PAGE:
The early Asante forebears of Ghana intelligently crafted many symbols that philosophically instructed society members on the moral code of living. This assisted greatly in promoting social cohesion and peaceful relationship amongst themselves. A critical analysis of the symbols reveals the ingenuity of the Asante forebears. Crafted since the 1600s, many of these symbols have symbolic interpretations which when pondered over give insightful advice that enriches the moral currency of those who abide by them. One of such important Ghanaian symbols is the ‘Bi-Nka-Bi’.
The pictorial representation of the symbol shows several bulging curves that symbolically represent different persons in the society. In a philosophically crafted image, these bulging curves unite into one complete shape, signifying unity or oneness. Thus, the symbol signifies peace among one another. Others say that the symbol is an abstracted representation of two fishes biting each other’s tail, warning against all forms of strife and disputes.
This symbol literally means ‘Bite not one another’. Biting, as used in this context, means rivalry, conflicts or misunderstanding. The symbol admonishes society members not to allow any anti-peace issue to disrupt the peace that exists between them. It advocates amicable settlement of all forms of misunderstanding that could sow the seed of rivalry and conflict. In a typical Asante setting, disputes between families are expected to be discussed and remedied immediately at the family level by the family head ‘Abusuapanyin’. S/he is mandated by traditional by-law with the authority to listen to the grievances of each party that resulted in the dispute, advises and amicably settle the misunderstanding before it could degenerate and escalate into a bigger conflict. Stubborn parties who do not listen to the family head are sent to the overlord of the town who is the chief and his cabinet of elders. He is the final say in all matters and his verdict is viewed as conclusive of all kinds of societal conflict. In the same light, difficult conflicts that ensue between chiefs of neighboring towns and villages are sent to the paramount chief to settle it. The fulcrum of all these peace settling arrangements in the society was for every society member to smoke the peace pipe all the time.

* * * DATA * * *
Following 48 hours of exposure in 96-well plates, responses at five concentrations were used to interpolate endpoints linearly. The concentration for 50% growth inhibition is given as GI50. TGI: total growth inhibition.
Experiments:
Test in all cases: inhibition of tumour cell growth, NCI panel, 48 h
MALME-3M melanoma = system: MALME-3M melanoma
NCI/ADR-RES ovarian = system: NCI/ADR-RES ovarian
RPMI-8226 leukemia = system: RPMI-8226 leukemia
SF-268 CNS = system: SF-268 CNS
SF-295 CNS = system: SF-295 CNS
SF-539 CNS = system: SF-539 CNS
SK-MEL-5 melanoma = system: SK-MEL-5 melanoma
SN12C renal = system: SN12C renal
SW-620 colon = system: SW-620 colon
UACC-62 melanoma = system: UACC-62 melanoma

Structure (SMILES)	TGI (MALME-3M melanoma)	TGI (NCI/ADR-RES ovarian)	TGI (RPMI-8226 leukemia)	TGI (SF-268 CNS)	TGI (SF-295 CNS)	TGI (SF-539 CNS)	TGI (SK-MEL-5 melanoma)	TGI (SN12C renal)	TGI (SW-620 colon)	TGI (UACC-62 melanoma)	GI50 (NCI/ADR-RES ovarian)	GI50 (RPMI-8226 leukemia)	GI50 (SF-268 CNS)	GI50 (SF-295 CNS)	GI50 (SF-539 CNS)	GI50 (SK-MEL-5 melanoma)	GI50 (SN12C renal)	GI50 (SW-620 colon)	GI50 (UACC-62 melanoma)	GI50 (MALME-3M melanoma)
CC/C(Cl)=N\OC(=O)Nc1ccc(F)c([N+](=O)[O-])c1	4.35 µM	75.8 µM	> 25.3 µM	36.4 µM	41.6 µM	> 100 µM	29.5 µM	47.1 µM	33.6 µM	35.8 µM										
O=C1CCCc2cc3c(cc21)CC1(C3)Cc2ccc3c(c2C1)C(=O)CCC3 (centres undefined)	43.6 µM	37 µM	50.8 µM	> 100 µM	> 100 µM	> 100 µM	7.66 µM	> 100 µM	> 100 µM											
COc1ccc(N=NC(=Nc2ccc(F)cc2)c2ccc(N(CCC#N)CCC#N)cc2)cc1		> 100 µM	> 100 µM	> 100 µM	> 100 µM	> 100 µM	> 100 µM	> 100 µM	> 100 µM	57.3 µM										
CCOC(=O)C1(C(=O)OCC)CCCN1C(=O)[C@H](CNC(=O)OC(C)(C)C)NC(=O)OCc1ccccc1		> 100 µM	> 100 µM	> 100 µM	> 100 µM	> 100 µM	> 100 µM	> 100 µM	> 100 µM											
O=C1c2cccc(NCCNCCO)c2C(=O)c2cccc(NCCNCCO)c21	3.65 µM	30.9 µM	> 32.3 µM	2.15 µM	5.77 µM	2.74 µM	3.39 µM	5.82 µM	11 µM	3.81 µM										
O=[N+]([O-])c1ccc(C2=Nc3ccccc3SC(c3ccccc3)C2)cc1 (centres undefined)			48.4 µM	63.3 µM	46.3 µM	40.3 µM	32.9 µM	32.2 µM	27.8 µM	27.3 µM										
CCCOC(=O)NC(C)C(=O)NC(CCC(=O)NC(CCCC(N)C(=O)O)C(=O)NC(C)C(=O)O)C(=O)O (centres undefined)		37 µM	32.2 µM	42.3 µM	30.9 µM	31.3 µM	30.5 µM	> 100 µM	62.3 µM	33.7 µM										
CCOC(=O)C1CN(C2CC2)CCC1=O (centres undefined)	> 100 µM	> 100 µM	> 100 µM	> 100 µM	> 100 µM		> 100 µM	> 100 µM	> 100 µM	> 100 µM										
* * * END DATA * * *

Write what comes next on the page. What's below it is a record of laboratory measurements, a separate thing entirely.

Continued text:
As a form of regular reminder of this important social order in the Ghanaian society, the ‘Bi-Nka-Bi’ symbol is often inscribed, modeled and painted on various buildings, pottery wares, sandals and other items used in the society. Also, the symbol is used as the principal design in the production of many jewellery items for personal adornment. It is fitting that the commemoration of the 62nd independence day of Ghana has adopted the symbol in denoting the key message of peace among all ethnic societies in the country. The writer recommends the use of the symbol by peace foundations and institutions in depicting the imagery of peace and in all forms of education on peace carried out globally.
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